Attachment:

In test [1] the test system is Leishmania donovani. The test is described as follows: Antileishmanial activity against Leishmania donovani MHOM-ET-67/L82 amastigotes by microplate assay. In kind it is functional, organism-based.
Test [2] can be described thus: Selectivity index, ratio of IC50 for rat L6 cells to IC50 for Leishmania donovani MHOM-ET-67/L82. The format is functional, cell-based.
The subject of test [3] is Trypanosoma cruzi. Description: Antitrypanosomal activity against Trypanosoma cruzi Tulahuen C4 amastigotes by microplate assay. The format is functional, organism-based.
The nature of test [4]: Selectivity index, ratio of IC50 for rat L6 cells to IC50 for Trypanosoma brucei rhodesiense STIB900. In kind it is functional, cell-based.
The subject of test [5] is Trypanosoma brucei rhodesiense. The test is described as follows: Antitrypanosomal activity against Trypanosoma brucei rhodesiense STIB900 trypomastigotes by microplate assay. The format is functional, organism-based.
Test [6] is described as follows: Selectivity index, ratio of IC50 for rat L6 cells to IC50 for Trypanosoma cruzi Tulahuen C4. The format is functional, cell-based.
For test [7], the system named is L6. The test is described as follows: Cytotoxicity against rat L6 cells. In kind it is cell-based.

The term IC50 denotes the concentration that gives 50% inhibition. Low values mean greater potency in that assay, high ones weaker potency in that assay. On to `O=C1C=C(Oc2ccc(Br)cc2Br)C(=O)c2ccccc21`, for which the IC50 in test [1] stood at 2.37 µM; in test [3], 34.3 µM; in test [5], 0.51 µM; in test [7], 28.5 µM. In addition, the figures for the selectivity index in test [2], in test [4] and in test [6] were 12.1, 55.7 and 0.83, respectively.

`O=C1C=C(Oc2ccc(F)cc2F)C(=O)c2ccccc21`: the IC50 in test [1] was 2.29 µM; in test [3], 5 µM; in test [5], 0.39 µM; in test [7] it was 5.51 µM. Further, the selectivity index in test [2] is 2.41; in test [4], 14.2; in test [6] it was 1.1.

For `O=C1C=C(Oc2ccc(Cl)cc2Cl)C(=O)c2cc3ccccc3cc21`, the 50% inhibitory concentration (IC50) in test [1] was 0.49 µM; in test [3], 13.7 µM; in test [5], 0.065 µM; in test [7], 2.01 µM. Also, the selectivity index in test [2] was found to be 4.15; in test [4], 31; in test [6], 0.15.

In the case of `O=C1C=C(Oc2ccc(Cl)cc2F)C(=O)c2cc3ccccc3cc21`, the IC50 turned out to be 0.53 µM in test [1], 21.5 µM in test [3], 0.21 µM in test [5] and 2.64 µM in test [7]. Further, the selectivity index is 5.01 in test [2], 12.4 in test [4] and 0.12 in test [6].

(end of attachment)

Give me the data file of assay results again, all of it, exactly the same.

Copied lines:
In test [1] the test system is Leishmania donovani. The test is described as follows: Antileishmanial activity against Leishmania donovani MHOM-ET-67/L82 amastigotes by microplate assay. In kind it is functional, organism-based.
Test [2] can be described thus: Selectivity index, ratio of IC50 for rat L6 cells to IC50 for Leishmania donovani MHOM-ET-67/L82. The format is functional, cell-based.
The subject of test [3] is Trypanosoma cruzi. Description: Antitrypanosomal activity against Trypanosoma cruzi Tulahuen C4 amastigotes by microplate assay. The format is functional, organism-based.
The nature of test [4]: Selectivity index, ratio of IC50 for rat L6 cells to IC50 for Trypanosoma brucei rhodesiense STIB900. In kind it is functional, cell-based.
The subject of test [5] is Trypanosoma brucei rhodesiense. The test is described as follows: Antitrypanosomal activity against Trypanosoma brucei rhodesiense STIB900 trypomastigotes by microplate assay. The format is functional, organism-based.
Test [6] is described as follows: Selectivity index, ratio of IC50 for rat L6 cells to IC50 for Trypanosoma cruzi Tulahuen C4. The format is functional, cell-based.
For test [7], the system named is L6. The test is described as follows: Cytotoxicity against rat L6 cells. In kind it is cell-based.

The term IC50 denotes the concentration that gives 50% inhibition. Low values mean greater potency in that assay, high ones weaker potency in that assay. On to `O=C1C=C(Oc2ccc(Br)cc2Br)C(=O)c2ccccc21`, for which the IC50 in test [1] stood at 2.37 µM; in test [3], 34.3 µM; in test [5], 0.51 µM; in test [7], 28.5 µM. In addition, the figures for the selectivity index in test [2], in test [4] and in test [6] were 12.1, 55.7 and 0.83, respectively.

`O=C1C=C(Oc2ccc(F)cc2F)C(=O)c2ccccc21`: the IC50 in test [1] was 2.29 µM; in test [3], 5 µM; in test [5], 0.39 µM; in test [7] it was 5.51 µM. Further, the selectivity index in test [2] is 2.41; in test [4], 14.2; in test [6] it was 1.1.

For `O=C1C=C(Oc2ccc(Cl)cc2Cl)C(=O)c2cc3ccccc3cc21`, the 50% inhibitory concentration (IC50) in test [1] was 0.49 µM; in test [3], 13.7 µM; in test [5], 0.065 µM; in test [7], 2.01 µM. Also, the selectivity index in test [2] was found to be 4.15; in test [4], 31; in test [6], 0.15.

In the case of `O=C1C=C(Oc2ccc(Cl)cc2F)C(=O)c2cc3ccccc3cc21`, the IC50 turned out to be 0.53 µM in test [1], 21.5 µM in test [3], 0.21 µM in test [5] and 2.64 µM in test [7]. Further, the selectivity index is 5.01 in test [2], 12.4 in test [4] and 0.12 in test [6].